|Photo originally uploaded by Flaring|
Most aquarium stores will stock a wide variety of live aquarium plants. Aquatic plants are supplied as cuttings, as rooted clumps, and sometimes in small plastic pots. Always buy your plants from a reputable store, just as you would your Betta. Plants in the store tank should be healthy, with sturdy, vibrant green leaves and no yellowing or rotting portions. Inspect the plants closely for small snails in the plant tank. They eat algae and debris, but they will quickly multiply and start munching on your new plants, too. Before you purchase anything, have a good idea of the types, sizes and number of plants you will need to achieve the effect you want in your new tank.
How Many Plants?
|Use your imagination, as clearlydived did when creating this aquascape.|
It is easiest to place your plants into an aquarium after most of the water has been added than to try to arrange them in a dry tank. A partially full tank will enable you to get a more complete view of the final arrangement after the plants have spread out.
Substrate should be fine gravel or coarse sand, so water can circulate around the plants' roots. The plants should be spaced apart so that they have room to grow without crowding or shading each other.
If you find that your cuttings are too long for your tank, trim the bottom of the stem to the length you want, Trim the leaves off the bottom to leave 2 inches of bare stem, bury the stem in the gravel. You will see roots develop in just a few weeks.
|Originally uploaded by nycbone.|
Floating plants merely sit on the water surface and pose few problems. Plants that require attachment, like Java Fern, can be tied to a piece of driftwood using nylon fishing line. When the fern attaches itself in a few months, the fishing line can be removed.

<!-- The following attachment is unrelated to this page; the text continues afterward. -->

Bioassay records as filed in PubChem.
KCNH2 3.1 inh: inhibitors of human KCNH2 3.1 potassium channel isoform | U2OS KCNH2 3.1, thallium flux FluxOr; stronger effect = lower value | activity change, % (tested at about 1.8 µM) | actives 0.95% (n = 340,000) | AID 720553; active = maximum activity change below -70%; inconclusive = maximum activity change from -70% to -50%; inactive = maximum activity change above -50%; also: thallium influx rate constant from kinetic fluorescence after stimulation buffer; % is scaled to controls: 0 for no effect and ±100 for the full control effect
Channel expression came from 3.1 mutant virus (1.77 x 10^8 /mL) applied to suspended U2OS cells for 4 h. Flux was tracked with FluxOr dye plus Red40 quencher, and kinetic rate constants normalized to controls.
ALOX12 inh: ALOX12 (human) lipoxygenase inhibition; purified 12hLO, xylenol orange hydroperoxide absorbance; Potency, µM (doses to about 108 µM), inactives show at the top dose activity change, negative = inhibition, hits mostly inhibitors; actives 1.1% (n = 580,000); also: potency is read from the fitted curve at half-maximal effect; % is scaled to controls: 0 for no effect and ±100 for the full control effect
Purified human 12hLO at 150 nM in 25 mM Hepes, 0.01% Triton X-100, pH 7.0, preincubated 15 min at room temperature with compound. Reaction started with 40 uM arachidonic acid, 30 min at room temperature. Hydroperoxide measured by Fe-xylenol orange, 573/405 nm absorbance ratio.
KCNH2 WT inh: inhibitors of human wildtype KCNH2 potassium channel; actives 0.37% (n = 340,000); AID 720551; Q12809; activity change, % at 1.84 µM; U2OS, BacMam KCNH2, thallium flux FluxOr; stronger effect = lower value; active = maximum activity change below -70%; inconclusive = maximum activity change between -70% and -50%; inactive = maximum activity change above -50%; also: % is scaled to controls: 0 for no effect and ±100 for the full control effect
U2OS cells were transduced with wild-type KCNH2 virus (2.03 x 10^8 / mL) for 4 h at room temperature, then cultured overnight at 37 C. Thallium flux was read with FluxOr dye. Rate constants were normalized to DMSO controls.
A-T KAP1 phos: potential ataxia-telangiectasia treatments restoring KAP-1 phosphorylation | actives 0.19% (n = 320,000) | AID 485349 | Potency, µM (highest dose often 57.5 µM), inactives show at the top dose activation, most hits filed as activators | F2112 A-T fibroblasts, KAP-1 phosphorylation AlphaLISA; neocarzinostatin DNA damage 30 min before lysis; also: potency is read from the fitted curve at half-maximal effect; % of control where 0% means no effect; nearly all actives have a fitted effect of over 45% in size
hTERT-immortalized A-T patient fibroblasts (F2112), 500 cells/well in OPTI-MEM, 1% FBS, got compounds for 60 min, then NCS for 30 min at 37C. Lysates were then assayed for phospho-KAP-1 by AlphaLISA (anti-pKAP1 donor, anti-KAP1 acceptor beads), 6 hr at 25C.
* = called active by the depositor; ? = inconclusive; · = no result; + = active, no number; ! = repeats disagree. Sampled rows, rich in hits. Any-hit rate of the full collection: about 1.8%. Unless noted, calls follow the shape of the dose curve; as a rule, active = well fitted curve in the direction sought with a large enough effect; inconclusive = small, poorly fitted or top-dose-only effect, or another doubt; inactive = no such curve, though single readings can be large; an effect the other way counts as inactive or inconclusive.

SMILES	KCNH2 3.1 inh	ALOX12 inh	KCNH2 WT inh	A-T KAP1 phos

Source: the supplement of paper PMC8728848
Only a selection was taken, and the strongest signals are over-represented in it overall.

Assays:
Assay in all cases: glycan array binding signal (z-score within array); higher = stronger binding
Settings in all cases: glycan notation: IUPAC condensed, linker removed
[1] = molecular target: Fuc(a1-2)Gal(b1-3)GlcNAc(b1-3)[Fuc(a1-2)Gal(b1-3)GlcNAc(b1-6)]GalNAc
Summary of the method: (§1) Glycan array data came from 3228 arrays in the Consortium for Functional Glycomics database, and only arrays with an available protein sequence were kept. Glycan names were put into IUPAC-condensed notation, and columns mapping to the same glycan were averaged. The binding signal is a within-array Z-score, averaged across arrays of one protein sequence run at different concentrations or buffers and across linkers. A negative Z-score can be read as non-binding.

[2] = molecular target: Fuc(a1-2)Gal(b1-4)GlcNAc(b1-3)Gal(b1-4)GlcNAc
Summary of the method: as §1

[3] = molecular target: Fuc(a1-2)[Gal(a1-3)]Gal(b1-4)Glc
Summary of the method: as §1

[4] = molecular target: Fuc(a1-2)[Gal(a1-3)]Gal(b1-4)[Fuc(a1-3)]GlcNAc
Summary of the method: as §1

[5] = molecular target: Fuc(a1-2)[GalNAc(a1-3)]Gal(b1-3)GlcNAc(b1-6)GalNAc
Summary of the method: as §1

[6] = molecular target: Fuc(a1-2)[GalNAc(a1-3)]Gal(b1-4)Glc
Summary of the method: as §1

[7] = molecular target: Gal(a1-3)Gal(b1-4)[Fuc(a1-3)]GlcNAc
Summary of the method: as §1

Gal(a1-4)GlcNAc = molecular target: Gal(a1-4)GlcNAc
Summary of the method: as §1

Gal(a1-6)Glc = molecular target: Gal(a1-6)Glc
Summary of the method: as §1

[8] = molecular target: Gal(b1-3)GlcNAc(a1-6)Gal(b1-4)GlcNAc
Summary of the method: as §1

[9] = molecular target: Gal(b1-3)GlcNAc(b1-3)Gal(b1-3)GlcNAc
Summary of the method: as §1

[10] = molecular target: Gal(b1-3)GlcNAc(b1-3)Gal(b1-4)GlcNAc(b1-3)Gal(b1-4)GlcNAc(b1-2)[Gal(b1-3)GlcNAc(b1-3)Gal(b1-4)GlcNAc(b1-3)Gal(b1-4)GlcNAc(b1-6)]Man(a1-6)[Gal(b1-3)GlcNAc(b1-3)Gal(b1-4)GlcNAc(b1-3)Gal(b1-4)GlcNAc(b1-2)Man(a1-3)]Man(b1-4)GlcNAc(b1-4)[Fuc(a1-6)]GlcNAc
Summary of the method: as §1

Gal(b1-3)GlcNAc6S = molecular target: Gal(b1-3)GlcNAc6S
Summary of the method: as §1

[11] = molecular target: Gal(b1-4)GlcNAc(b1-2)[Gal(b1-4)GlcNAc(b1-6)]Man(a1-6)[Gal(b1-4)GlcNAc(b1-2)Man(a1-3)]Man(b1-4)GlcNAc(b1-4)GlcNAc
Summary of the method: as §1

Taller plants should be put near the back of the tank. Center areas should be filled in with shorter, bushier plants. Taller bushy plants should be used to hide tank corners, equipment and any odd-looking spaces. Low-growing or short plants should be placed near the very front. You can change this design as much as you like, use your imagination.
It is helpful to have any rocks, or driftwood in place before you begin planting. Plant around and behind them to create a natural looking underwater scene.
|Originally uploaded by nycbone.|
As most hobbyists will be working with a low-tech set up with moderate to low light, plant varieties which require high lighting conditions have been omitted.
Among the best plants for a small aquarium, crypts live in shallow warm waters similar to those inhabited by the Betta. Crypts tolerate lower light levels than many other aquatic plants. Many have colorful leaves and some will produce side shoots that can be detached and replanted. Some will even bloom, yielding flowers similar to a calla lily.
The fast-growing eelgrass species will thrive in all kinds of water conditions and do not require much in the way of intense lighting to reach maximum growth potential. They are great plants for the Betta aquarium and the beginning hobbyist. They have thin, elongated leaves which look like green fettuccine. They can form a luxuriant stand when conditions are right as they spread by means of runners under the substrate.
The Southeast Asian hygro family includes some wonderfully hardy plants. The pointed leaves on this species grow in pairs on either side of the stem. This plant does great in a Betta Aquarium.
Java Fern has large leaves that form a point at the top. It requires moderate lighting, and must be anchored to a piece of driftwood.
Water sprite does well in a moderately lit, aquarium with slightly acidic water. Offspring are produced in the notches between the leaf lobes. The plantlets can be detached and rooted in the substrate. Snails will destroy this plant if they get into your aquarium.
|Photo originally uploaded by Calwhiz|